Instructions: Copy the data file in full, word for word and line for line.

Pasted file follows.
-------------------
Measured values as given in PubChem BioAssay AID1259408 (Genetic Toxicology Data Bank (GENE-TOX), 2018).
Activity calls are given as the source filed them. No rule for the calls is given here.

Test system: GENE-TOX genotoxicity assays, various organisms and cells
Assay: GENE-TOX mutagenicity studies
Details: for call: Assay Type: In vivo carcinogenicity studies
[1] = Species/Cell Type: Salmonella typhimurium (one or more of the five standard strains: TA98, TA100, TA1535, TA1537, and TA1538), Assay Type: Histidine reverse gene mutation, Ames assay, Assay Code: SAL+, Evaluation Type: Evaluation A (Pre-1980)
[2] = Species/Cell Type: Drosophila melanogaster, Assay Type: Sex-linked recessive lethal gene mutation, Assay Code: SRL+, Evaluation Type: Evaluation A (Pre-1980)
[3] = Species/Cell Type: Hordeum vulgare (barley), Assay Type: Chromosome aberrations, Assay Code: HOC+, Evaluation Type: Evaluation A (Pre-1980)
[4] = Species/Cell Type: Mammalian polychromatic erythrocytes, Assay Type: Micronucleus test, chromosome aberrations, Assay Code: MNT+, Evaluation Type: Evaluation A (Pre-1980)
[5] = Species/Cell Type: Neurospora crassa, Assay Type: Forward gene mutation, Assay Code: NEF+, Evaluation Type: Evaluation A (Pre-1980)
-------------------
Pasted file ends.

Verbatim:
Measured values as given in PubChem BioAssay AID1259408 (Genetic Toxicology Data Bank (GENE-TOX), 2018).
Activity calls are given as the source filed them. No rule for the calls is given here.

Test system: GENE-TOX genotoxicity assays, various organisms and cells
Assay: GENE-TOX mutagenicity studies
Details: for call: Assay Type: In vivo carcinogenicity studies
[1] = Species/Cell Type: Salmonella typhimurium (one or more of the five standard strains: TA98, TA100, TA1535, TA1537, and TA1538), Assay Type: Histidine reverse gene mutation, Ames assay, Assay Code: SAL+, Evaluation Type: Evaluation A (Pre-1980)
[2] = Species/Cell Type: Drosophila melanogaster, Assay Type: Sex-linked recessive lethal gene mutation, Assay Code: SRL+, Evaluation Type: Evaluation A (Pre-1980)
[3] = Species/Cell Type: Hordeum vulgare (barley), Assay Type: Chromosome aberrations, Assay Code: HOC+, Evaluation Type: Evaluation A (Pre-1980)
[4] = Species/Cell Type: Mammalian polychromatic erythrocytes, Assay Type: Micronucleus test, chromosome aberrations, Assay Code: MNT+, Evaluation Type: Evaluation A (Pre-1980)
[5] = Species/Cell Type: Neurospora crassa, Assay Type: Forward gene mutation, Assay Code: NEF+, Evaluation Type: Evaluation A (Pre-1980)